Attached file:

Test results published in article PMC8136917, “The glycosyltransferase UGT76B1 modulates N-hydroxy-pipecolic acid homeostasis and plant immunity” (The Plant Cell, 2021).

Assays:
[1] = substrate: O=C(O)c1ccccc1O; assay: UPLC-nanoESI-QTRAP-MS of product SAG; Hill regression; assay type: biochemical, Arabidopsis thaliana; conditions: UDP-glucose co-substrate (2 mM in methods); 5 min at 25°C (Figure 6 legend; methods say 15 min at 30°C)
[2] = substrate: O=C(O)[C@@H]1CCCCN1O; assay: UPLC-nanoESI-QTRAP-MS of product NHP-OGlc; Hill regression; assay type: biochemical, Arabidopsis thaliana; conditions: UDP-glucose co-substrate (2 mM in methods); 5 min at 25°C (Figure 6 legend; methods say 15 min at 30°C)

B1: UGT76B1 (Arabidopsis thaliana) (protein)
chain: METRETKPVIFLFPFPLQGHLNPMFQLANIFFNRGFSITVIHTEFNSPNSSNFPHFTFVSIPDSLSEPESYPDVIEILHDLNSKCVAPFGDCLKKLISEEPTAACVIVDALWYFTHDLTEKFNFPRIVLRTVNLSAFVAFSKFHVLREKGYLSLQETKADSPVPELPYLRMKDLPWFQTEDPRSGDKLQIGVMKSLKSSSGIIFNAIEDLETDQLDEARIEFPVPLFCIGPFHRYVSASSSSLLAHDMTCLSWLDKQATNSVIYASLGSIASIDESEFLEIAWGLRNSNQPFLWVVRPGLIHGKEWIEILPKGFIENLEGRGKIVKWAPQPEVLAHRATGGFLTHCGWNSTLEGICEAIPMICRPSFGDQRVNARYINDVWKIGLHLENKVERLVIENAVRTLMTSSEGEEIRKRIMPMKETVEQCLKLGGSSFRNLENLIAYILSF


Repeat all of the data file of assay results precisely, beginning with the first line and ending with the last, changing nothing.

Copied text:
Test results published in article PMC8136917, “The glycosyltransferase UGT76B1 modulates N-hydroxy-pipecolic acid homeostasis and plant immunity” (The Plant Cell, 2021).

Assays:
[1] = substrate: O=C(O)c1ccccc1O; assay: UPLC-nanoESI-QTRAP-MS of product SAG; Hill regression; assay type: biochemical, Arabidopsis thaliana; conditions: UDP-glucose co-substrate (2 mM in methods); 5 min at 25°C (Figure 6 legend; methods say 15 min at 30°C)
[2] = substrate: O=C(O)[C@@H]1CCCCN1O; assay: UPLC-nanoESI-QTRAP-MS of product NHP-OGlc; Hill regression; assay type: biochemical, Arabidopsis thaliana; conditions: UDP-glucose co-substrate (2 mM in methods); 5 min at 25°C (Figure 6 legend; methods say 15 min at 30°C)

B1: UGT76B1 (Arabidopsis thaliana) (protein)
chain: METRETKPVIFLFPFPLQGHLNPMFQLANIFFNRGFSITVIHTEFNSPNSSNFPHFTFVSIPDSLSEPESYPDVIEILHDLNSKCVAPFGDCLKKLISEEPTAACVIVDALWYFTHDLTEKFNFPRIVLRTVNLSAFVAFSKFHVLREKGYLSLQETKADSPVPELPYLRMKDLPWFQTEDPRSGDKLQIGVMKSLKSSSGIIFNAIEDLETDQLDEARIEFPVPLFCIGPFHRYVSASSSSLLAHDMTCLSWLDKQATNSVIYASLGSIASIDESEFLEIAWGLRNSNQPFLWVVRPGLIHGKEWIEILPKGFIENLEGRGKIVKWAPQPEVLAHRATGGFLTHCGWNSTLEGICEAIPMICRPSFGDQRVNARYINDVWKIGLHLENKVERLVIENAVRTLMTSSEGEEIRKRIMPMKETVEQCLKLGGSSFRNLENLIAYILSF